In the wake of the economic chaos brought on by the 2008 financial crisis, there have been widespread demands for accountability. And just last month, the Securities and Exchange Commission (SEC) declared that it had taken a bold step to hold certain individuals involved in the meltdown responsible for their actions. On Friday, December 16, the SEC charged six former executives of Fannie Mae and Freddie Mac with securities fraud, accusing them of misleading investors by understating the extent of their exposure to risky subprime mortgage loans. The action was remarkable because so many past SEC enforcement actions have consisted of a “no admit, no deny” settlement with a financial institution, where, without going to trial, the firm agrees to pay a fine—but also avoids either admitting or denying any legal wrongdoing. This time, though, was different. The SEC singled out high-level figures and accused them of fraud.
The SEC’s Director of Enforcement, Robert Khuzami, stated clearly that “all individuals, regardless of their rank or position, will be held accountable for perpetuating half-truths or misrepresentations about matters materially important to the interest of our country’s investors.” This declaration seemed like a direct response to critics of the agency, who have alleged that it has let the worst of Wall Street’s corporate leaders off the hook. But the SEC’s action, while a welcome development, is probably not the bold move that Khuzami’s statement would suggest—and it’s no indication that personal accountability for the 2008 meltdown has finally arrived.
The SEC’s claims in this case are compelling. Graphics posted on the agency’s website show that as of the second quarter of 2008—that is, just before the meltdown started—both Fannie and Freddie were understating their subprime exposure by hundreds of billions of dollars. That understatement concealed the fact that Fannie and Freddie were far more deeply involved in the subprime market than they were letting on. When that market tanked, they went into a tailspin. Since 2008, over $150 billion in taxpayer money has been spent bailing them out.
But even if the SEC’s allegations of misrepresentation are true, they won’t bring about just retribution for the 2008 meltdown’s main villains. When it comes to the 2008 crash, Columbia law professor John Coffee told me, Fannie and Freddie are “second tier in terms of culpability.” Republicans like to claim that the two agencies caused the housing bubble and financial meltdown, but that’s untrue. In fact, Coffee pointed out, the very term “subprime” originally referred to financial products that Fannie and Freddie wouldn’t touch—that is, until they were goaded by their competitors and shareholders into entering the market. As NPR’s Planet Money team explained in an excellent series last year, the two mortgage giants only entered the subprime market “after much hand-wringing and internal soul-searching,” because their (private) shareholders were attacking them for losing so much market share to subprime lenders.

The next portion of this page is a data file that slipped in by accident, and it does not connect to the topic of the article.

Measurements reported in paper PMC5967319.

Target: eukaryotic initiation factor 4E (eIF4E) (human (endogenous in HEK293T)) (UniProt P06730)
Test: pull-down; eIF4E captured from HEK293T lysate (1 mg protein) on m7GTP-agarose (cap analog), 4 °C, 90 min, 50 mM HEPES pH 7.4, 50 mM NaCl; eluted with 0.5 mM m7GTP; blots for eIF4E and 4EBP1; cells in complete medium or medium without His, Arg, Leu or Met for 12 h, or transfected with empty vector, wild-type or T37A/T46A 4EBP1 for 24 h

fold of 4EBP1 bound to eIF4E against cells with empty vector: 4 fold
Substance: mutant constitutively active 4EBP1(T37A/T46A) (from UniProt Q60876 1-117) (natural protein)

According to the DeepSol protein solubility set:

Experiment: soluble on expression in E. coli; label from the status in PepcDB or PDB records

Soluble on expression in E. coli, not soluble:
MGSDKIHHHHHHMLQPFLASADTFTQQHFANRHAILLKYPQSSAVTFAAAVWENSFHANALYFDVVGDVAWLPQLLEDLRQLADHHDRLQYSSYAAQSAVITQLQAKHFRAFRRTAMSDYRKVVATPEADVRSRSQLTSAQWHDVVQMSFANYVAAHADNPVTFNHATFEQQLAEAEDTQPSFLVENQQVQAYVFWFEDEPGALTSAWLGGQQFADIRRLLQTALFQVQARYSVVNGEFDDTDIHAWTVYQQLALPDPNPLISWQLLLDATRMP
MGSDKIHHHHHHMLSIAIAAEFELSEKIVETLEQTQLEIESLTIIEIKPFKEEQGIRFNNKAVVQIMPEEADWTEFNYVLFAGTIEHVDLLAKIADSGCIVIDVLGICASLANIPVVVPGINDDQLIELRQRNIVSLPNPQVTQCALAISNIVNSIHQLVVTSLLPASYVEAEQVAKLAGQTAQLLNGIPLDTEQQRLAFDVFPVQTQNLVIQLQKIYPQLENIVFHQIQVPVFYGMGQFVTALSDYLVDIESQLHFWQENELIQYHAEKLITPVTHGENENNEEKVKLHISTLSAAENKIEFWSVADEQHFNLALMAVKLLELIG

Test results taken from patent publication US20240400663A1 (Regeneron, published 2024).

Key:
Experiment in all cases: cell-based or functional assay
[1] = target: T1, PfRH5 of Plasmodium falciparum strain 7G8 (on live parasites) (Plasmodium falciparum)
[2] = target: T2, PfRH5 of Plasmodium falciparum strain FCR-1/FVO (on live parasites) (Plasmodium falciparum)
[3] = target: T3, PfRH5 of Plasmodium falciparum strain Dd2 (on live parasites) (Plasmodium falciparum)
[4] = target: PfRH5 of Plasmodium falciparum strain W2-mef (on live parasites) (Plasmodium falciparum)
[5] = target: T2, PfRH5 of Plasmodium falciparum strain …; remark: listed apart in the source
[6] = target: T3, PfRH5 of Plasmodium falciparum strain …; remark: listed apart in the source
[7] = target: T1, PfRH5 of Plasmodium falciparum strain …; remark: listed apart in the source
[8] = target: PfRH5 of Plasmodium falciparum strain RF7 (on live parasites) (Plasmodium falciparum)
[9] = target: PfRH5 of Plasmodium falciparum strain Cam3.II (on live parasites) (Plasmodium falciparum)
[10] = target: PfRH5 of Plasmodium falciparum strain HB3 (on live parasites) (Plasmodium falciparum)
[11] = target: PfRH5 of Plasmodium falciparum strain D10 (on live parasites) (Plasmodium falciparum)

And what has been the fate of those men and women who led the march into the dangerous subprime market? So far, they’ve mostly gotten off easy. That’s not to say the SEC has been toothless: It secured a $22.5 million penalty against Angelo Mozilo of Countrywide Financial, which aggressively jumped into the risky mortgage market while claiming to be playing it safe. Mozilo was barred from ever serving again as an officer or director of a publicly traded company. But Mozilo, Coffee says, was also “definitely, distinctly a second-tier player” in the crisis.
The SEC is sensitive to charges that it has failed to hold Wall Street accountable for the 2008 collapse, and on its website it lists enforcement actions related to the financial crisis. But the list is conspicuously bereft of top executives from the firms most responsible for the crash. The top-tier players at places like Lehman Brothers, Goldman Sachs, Citi, and AIG have so far been spared by the SEC. Targeting those actors would get to the heart of the blame, but it could also be politically disastrous (because they have friends in high places) and risky for regulators (since the process would involve lawsuits the SEC could very well lose). The prospect of trials against pre-2008 Wall Street CEOs is especially far-fetched now that the flash of anti-bank populism following the crash has begun to fade.
In this respect, executives at Fannie and Freddie are simply easier targets: Their wrongdoing appears clear, so Democrats won’t rise to their defense. And, as public-private hybrids, they have long been an ideological bugaboo to Republicans, who are happy to blame them for the crash and unlikely to object to this action.
In the end, then, this is a laudable, if limited, move—but it also highlights the regulators’ failure to nab the biggest crooks. If Fannie and Freddie’s executives misled investors, they deserve to be punished. But if they are held liable simply because they make easier targets, even this punishment seems somehow tainted.
Nathan Pippenger is a reporter-researcher at The New Republic.